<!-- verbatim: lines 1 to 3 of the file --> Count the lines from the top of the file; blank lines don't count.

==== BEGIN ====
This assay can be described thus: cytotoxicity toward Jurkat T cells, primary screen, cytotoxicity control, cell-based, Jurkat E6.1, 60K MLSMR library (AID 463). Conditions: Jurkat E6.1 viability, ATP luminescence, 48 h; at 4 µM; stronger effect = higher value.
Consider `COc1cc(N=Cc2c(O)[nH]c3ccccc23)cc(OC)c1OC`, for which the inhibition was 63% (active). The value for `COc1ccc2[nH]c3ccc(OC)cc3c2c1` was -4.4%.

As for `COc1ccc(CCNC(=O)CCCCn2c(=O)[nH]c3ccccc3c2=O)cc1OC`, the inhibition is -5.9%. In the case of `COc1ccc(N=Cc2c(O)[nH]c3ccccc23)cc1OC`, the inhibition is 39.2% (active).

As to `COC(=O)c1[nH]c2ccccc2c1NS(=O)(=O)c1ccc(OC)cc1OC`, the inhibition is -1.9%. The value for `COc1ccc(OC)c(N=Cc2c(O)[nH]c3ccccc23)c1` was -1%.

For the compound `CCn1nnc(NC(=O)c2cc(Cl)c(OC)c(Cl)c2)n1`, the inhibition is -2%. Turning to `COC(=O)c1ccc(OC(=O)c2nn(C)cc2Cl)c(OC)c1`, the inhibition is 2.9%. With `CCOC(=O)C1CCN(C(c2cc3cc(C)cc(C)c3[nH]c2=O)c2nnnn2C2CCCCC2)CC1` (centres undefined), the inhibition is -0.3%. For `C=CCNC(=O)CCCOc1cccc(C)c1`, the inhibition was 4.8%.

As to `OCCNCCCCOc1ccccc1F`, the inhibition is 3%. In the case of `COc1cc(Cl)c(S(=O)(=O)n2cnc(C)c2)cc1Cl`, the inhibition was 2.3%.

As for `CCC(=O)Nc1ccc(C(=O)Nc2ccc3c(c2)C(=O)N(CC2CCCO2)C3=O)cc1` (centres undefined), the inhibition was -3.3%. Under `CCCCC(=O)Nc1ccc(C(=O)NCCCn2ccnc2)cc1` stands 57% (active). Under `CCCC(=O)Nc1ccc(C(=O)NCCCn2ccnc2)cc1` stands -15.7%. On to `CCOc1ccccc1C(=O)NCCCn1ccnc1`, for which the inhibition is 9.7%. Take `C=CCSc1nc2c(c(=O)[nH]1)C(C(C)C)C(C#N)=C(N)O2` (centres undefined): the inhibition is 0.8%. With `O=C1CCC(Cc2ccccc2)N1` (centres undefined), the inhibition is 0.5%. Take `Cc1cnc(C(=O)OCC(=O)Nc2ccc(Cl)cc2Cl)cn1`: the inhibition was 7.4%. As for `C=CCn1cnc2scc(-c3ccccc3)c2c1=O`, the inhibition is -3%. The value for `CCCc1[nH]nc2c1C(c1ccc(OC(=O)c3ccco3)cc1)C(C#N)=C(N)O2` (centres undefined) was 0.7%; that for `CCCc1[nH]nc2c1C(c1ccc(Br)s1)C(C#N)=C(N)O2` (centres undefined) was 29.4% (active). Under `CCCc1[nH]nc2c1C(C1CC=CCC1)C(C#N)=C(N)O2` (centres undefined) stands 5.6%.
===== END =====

This assay can be described thus: cytotoxicity toward Jurkat T cells, primary screen, cytotoxicity control, cell-based, Jurkat E6.1, 60K MLSMR library (AID 463). Conditions: Jurkat E6.1 viability, ATP luminescence, 48 h; at 4 µM; stronger effect = higher value.
Consider `COc1cc(N=Cc2c(O)[nH]c3ccccc23)cc(OC)c1OC`, for which the inhibition was 63% (active). The value for `COc1ccc2[nH]c3ccc(OC)cc3c2c1` was -4.4%.

As for `COc1ccc(CCNC(=O)CCCCn2c(=O)[nH]c3ccccc3c2=O)cc1OC`, the inhibition is -5.9%. In the case of `COc1ccc(N=Cc2c(O)[nH]c3ccccc23)cc1OC`, the inhibition is 39.2% (active).